Sometimes it is good to take a step back and look at the past. With this thought in mind, I am posting a blog post from when this blog first started. (You know, in case you missed it.) It pretty much sums up my thoughts for today. Yes, I am posting it with all of it’s mistakes, as well. ~ 07/07/15
“Do you know why books such as this are so important? Because they have quality. And what does the word quality mean? To me it means texture. This book has pores”. ~Ray Bradbury
OK, I was sitting in my living room reading the “new” old book the pillars of the earth when I started thinking about a conversation I had with my husband a few days back. He wanted to know if I would like him to order me a Nook. He knows how much I enjoy reading. I sat there for a min or two thinking about what to say. At 1st I was a little upset. I was not upset that he wanted to give me a gift, mind you. NO. I was upset that the gift he wanted to give me was an e-reader or whatever those that are tech-savy call it. I am not as tech-savy as my husband who is up to date on most of the new gadgets. You see, he works with computers all day long. He keeps up on stuff like that.
I know what you are thinking. “Why would you be upset with your husband for that?” you ask. Well the answer is simple for me. I enjoy the smell of the paper, glue, ink and binding that comes from a new book. I love the musty smell of an old book that I find in used book stores. I enjoy the feel of the book in my hands, the weight of it. Whenever I get a new book, it feels like christmas! Using a e-reader somehow feels like cheating to me. Stealing. When you use the reader you are buying the author’s work for less than what you would pay for the real thing. I believe in paying people for their work. thanks why I don’t flinch when I shell out 20 bucks or so for a new Stephen King book. I believe it is worth that for a chance to read his craft on paper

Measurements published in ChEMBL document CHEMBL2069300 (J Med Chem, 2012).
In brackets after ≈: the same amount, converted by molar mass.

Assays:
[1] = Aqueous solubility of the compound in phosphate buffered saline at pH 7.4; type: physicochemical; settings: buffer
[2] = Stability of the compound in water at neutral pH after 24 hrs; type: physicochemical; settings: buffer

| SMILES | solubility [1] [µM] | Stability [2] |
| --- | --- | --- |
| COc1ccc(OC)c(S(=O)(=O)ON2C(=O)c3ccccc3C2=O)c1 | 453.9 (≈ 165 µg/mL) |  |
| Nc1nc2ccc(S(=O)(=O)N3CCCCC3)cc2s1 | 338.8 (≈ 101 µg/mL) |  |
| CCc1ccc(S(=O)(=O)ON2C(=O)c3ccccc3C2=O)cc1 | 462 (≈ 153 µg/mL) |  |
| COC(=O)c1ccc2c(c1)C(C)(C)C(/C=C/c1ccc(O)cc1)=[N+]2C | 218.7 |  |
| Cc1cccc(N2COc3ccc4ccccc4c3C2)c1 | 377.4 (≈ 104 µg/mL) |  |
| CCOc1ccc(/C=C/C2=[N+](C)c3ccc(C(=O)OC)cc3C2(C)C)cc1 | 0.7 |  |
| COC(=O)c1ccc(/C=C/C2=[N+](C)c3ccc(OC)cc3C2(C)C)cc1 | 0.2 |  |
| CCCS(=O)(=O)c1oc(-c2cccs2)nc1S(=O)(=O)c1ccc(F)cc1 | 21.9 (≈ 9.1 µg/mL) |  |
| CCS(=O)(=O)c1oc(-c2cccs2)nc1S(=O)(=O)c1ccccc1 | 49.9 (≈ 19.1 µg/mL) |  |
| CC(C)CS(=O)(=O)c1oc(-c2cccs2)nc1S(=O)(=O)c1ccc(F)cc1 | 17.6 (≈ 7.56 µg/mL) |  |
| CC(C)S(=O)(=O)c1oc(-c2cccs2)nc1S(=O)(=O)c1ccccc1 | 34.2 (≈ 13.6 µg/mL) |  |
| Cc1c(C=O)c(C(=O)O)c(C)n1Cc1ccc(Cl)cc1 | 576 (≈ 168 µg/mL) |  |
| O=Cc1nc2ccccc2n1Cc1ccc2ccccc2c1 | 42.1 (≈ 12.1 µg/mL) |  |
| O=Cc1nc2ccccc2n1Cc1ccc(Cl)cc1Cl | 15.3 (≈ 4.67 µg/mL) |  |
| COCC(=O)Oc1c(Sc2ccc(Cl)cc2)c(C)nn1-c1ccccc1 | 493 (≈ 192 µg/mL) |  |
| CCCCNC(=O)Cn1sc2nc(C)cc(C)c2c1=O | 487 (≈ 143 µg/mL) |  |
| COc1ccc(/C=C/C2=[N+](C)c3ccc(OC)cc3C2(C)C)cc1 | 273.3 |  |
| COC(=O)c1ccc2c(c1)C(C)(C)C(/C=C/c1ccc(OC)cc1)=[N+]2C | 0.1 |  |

The other questions that I have regarding e-books is this. Where will all the books go? Once we have shifted over the line from tangible things to the open space of the internet, what happens? Will only collectors be able to buy real books? Will the price of paper books continue to go up so that mainstream people like you and me will be unable to afford them. What will happen if there is some kind of disaster that the web goes down? Or another World war? Where will our history be? How will others know that we even existed if all of our records are kept in the wide space of the internet?
Now I am not knocking the internet. I mean if it weren’t for the internet, I would not be writing this blog for you today. But the effort of writing and reading on paper will eventually fade away. We are already a “throw away society”. We throw away more trash than any other country, except maybe china. Are we now throwing away books just because we can. It reminds me of the quote from Jurassic Park by Dr. Ian Malcolm:
Yeah, but your scientists were so preoccupied with whether or not they could, they didn’t stop to think if they should.
This also lead me to think about the book by Ray Bradbury Fahrenheit 451. The book is about Guy Montag, a fireman, in the future. Who burns books instead of putting out fires. The characters in Mr. Bradbury’s book drive too fast, watch a butt load of TV on large wall sized screens, don’t have meaningful conversations with each other and don’t like nature. (sound familiar?) In the book, Guy, is shocked to find an old women with a lot of banned books who preferred to die by burning to death, than give up her books. (I can see that happening to me.) Guy eventually rebels at this society he has help create and finds himself in a heap of trouble over it. He leaves all that he knows and hooks up with a group of rebels called “The book people”. They move on and search the city for survivors and try to build a new civilization. Mr. Bradbury’s book written in 1950 parallels our society as we are now. It is almost as if he is warning us of our future if we don’t stop to ask the question “if we should”.
So, dear readers, I will keep my books. I will hoard them away for a rainy day. I will store them close. I will keep them dear. I will burn for them.
It’s perpetual motion; the thing man wanted to invent but never did. . . . It’s a mystery. . . . Its real beauty is that it destroys responsibility and consequences . . . clean, quick, sure; nothing to rot later. Antibiotic, aesthetic, practical
Until next time,
Follow your dreams,